U.S. gas production will surpass 100 trillion cubic feet by the end of 2022, a record, with further growth expected next year.
U.S. natural gas production is forecast to reach an all-time high in the coming months, surpassing 100 billion cubic feet per day (Bcfd), helping to fuel global demand as the world faces severe supply shortages.
Rystad Energy 's analysis shows that production growth from the major U.S. gas-producing Haynesville and Appalachia basins, plus associated Permian gas volumes, will cement the country's position as the world's largest gas producer, extending its lead over Russia, and exceeding the EIA's official growth expectations.
Within the shale gas plays, Marcellus, Utica and Haynesville will contribute the most. Growth in Appalachia, however, is entirely dependent on the progress of the proposed Mountain Valley pipeline, which still faces significant legal hurdles. Haynesville production alone is expected to grow by a staggering 2.6 Bcfd this year compared to 2021, bringing annual production from the play to more than 14 Bcfd.
Total basin production is also forecast to increase next year, reaching 17.2 Bcfd by the end of 2023. Elsewhere in the United States, gas production from the Woodford Basin could also contribute significant growth to total production in 2023, with an expansion of 1 Bcfd not off the table.
Recent increases in the world gas price are driving increased investment by U.S. exploration and production companies looking to capitalize on competitive break-even costs. A well-documented European supply shortage amid efforts to alleviate dependence on Russian gas is further driving up prices on the continent. Although relatively high for the domestic market, price differentials between the U.S. and Europe are so wide that producing and shipping U.S. gas across the Atlantic, even allowing for the costly liquefaction process, remains economically advantageous.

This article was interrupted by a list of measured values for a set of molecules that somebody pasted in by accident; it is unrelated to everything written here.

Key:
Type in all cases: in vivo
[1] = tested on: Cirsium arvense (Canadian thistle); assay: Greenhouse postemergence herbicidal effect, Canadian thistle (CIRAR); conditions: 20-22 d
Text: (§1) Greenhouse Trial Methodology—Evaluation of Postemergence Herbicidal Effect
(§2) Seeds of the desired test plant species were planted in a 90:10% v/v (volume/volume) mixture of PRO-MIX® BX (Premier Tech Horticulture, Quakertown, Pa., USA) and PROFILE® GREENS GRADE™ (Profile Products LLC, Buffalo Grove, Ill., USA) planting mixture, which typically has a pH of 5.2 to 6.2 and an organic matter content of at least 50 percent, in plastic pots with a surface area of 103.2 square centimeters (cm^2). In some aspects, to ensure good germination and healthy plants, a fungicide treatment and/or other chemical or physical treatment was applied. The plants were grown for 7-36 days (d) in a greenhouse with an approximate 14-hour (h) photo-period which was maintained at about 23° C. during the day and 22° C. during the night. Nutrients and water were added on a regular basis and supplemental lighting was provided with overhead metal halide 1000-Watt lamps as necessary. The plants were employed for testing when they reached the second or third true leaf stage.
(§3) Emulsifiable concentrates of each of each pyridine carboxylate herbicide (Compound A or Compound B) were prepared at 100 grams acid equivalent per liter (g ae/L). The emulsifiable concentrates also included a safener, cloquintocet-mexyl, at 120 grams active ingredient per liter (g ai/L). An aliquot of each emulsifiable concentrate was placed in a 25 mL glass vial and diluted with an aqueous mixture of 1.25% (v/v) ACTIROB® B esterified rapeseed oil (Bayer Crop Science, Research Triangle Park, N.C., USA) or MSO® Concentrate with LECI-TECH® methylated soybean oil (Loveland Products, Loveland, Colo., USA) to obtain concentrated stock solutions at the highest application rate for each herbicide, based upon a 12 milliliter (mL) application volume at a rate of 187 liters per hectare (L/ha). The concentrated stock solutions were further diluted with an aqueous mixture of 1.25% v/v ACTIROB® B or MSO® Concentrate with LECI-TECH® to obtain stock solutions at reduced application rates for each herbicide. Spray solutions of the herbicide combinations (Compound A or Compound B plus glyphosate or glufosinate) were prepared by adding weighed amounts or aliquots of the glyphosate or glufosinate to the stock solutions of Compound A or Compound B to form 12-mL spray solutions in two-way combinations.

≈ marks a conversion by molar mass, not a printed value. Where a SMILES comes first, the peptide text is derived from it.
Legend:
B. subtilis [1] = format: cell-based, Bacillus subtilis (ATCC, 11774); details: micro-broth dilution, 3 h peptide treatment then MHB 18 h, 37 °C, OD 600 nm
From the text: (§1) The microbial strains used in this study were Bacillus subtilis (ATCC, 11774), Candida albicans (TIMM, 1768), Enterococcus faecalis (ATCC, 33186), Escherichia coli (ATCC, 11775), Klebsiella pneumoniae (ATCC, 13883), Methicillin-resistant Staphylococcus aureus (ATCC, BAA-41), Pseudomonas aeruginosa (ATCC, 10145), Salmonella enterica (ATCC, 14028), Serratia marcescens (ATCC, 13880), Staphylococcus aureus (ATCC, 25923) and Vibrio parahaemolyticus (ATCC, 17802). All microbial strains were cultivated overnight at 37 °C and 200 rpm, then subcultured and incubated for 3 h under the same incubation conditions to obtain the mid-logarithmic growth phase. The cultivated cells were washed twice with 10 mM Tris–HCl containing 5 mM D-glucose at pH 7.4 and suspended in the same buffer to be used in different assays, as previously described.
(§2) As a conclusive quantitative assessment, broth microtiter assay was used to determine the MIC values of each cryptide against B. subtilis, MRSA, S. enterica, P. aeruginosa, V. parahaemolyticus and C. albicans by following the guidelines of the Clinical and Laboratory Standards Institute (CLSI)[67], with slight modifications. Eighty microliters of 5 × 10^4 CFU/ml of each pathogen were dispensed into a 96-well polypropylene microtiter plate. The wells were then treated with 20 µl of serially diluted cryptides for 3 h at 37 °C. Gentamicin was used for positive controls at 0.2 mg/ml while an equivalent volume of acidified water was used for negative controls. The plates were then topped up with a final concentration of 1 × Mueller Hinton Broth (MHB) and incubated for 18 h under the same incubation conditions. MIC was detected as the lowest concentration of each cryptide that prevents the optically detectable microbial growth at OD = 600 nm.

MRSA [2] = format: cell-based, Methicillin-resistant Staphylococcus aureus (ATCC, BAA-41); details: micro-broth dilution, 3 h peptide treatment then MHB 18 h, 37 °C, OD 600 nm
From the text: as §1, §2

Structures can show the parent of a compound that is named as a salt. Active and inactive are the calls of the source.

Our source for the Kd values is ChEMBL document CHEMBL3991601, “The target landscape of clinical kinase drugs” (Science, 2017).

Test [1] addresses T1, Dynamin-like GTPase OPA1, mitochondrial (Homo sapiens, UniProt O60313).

Gas prices are measured differently in Europe and the United States, but converting European prices to the standard U.S. dollar per million British thermal units (MMBtu) allows a direct comparison. The U.S.-European price differential has widened steadily since the summer of 2020, when unusual market fundamentals brought the Henry Hub, the U.S. benchmark, and the Dutch TTF, the European marker, unusually close.
The Russian invasion of Ukraine and the subsequent global energy crisis have accelerated the disparity. As of July 15, the Henry Hub was $7 per MMBtu, while the TTF stood at a staggering $47 per MMBtu, nearly seven times the price in the U.S. However, LNG capacity restrictions will limit the amount of gas the U.S. can ship internationally.
"Already the world's leading gas producer, the U.S. is poised to further increase production to meet global demand, but consumption constraints are a serious risk. However, with new LNG capacity expected to be added after 2024, the U.S. is poised to increase its role in global gas markets for some time to come," says Kristine Vassbotn, senior analyst at Rystad Energy.
Between 2010 and 2012, Haynesville held the title of the largest U.S. play by production, peaking at approximately 7 Bcfd before declining to less than 4 Bcfd in 2016. Haynesville production declined from 2012 to 2017 as operators shifted their focus to more economic production. positions. But the play recently experienced a renaissance as a core group of producers improved cost efficiency, increasing production in 2021 by 1.6 Bcfd over the previous year.